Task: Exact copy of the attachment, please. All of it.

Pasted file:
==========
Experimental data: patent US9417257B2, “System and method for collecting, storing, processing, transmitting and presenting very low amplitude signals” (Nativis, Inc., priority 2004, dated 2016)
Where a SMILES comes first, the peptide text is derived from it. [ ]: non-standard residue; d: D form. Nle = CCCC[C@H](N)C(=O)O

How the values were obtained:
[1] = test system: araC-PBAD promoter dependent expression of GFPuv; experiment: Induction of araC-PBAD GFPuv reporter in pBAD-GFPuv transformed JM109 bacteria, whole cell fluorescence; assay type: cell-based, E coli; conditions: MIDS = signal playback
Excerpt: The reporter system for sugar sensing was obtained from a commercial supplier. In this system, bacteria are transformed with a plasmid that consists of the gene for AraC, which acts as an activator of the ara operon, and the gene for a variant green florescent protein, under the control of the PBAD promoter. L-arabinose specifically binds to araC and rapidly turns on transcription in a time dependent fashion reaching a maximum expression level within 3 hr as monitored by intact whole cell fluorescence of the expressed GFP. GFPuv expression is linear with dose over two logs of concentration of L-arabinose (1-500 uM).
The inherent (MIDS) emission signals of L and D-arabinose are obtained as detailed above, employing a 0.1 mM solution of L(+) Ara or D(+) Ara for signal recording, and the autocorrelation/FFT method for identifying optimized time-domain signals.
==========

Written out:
Experimental data: patent US9417257B2, “System and method for collecting, storing, processing, transmitting and presenting very low amplitude signals” (Nativis, Inc., priority 2004, dated 2016)
Where a SMILES comes first, the peptide text is derived from it. [ ]: non-standard residue; d: D form. Nle = CCCC[C@H](N)C(=O)O

How the values were obtained:
[1] = test system: araC-PBAD promoter dependent expression of GFPuv; experiment: Induction of araC-PBAD GFPuv reporter in pBAD-GFPuv transformed JM109 bacteria, whole cell fluorescence; assay type: cell-based, E coli; conditions: MIDS = signal playback
Excerpt: The reporter system for sugar sensing was obtained from a commercial supplier. In this system, bacteria are transformed with a plasmid that consists of the gene for AraC, which acts as an activator of the ara operon, and the gene for a variant green florescent protein, under the control of the PBAD promoter. L-arabinose specifically binds to araC and rapidly turns on transcription in a time dependent fashion reaching a maximum expression level within 3 hr as monitored by intact whole cell fluorescence of the expressed GFP. GFPuv expression is linear with dose over two logs of concentration of L-arabinose (1-500 uM).
The inherent (MIDS) emission signals of L and D-arabinose are obtained as detailed above, employing a 0.1 mM solution of L(+) Ara or D(+) Ara for signal recording, and the autocorrelation/FFT method for identifying optimized time-domain signals.